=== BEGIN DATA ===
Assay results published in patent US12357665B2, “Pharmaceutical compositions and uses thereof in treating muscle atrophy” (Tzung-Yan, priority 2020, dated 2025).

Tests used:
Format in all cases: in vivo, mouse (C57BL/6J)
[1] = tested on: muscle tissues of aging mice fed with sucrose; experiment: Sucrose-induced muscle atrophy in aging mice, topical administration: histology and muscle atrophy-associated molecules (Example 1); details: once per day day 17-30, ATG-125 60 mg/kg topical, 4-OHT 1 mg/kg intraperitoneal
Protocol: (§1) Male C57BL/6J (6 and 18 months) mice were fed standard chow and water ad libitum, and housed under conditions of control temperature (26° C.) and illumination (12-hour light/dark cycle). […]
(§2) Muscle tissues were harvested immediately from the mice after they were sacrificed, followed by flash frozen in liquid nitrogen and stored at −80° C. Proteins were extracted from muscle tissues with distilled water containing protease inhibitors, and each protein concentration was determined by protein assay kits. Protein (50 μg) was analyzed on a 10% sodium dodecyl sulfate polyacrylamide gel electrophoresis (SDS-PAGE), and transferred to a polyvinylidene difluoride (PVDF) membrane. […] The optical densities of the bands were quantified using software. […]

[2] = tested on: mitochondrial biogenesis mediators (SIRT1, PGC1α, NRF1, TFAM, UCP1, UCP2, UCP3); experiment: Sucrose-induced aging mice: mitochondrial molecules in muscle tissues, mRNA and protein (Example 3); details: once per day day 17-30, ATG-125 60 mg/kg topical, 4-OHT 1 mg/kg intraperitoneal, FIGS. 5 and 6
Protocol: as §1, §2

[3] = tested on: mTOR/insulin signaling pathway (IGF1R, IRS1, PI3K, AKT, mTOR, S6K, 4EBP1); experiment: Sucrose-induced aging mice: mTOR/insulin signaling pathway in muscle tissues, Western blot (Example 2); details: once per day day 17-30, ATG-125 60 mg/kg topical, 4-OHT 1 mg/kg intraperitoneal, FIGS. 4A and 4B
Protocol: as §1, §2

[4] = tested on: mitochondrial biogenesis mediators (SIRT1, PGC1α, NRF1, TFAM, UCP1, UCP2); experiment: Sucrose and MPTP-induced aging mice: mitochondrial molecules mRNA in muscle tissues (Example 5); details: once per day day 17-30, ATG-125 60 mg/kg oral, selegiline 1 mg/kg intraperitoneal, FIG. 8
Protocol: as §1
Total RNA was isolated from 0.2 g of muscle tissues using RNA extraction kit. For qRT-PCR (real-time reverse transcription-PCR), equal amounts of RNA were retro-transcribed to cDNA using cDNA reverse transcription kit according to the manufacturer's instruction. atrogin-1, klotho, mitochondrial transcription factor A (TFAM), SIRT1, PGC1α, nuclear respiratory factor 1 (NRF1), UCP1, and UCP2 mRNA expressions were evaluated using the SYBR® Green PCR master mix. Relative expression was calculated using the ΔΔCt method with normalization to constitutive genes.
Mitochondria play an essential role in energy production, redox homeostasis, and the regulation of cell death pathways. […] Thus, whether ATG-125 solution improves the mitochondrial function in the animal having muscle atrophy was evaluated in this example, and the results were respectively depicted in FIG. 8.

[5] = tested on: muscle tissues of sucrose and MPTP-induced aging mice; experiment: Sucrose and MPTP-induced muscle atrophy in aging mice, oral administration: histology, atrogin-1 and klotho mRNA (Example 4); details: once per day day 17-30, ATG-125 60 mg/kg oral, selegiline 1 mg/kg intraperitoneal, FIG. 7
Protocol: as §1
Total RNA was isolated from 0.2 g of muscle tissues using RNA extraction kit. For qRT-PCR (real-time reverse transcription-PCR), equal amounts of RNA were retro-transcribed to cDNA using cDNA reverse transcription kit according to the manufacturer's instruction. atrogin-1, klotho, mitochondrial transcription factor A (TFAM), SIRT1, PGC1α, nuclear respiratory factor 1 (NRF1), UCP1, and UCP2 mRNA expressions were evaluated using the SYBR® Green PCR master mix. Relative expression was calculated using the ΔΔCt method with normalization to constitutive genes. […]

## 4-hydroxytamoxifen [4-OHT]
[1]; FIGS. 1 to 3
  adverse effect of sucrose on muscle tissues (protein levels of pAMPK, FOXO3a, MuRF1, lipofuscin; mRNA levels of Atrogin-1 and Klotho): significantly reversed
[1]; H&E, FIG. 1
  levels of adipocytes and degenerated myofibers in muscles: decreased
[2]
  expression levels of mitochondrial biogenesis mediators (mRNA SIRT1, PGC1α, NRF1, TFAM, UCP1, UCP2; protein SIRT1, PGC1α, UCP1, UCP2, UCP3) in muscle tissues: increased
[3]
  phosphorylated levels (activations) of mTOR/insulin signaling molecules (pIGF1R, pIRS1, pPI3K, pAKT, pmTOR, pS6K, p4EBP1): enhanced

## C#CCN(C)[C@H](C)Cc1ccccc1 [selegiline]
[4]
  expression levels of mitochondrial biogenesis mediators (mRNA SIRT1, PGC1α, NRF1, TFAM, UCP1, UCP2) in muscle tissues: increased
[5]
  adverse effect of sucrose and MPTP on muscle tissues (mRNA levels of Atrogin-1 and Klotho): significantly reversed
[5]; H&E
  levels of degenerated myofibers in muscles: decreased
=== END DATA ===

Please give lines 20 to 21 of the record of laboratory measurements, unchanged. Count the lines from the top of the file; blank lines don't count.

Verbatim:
  adverse effect of sucrose on muscle tissues (protein levels of pAMPK, FOXO3a, MuRF1, lipofuscin; mRNA levels of Atrogin-1 and Klotho): significantly reversed
[1]; H&E, FIG. 1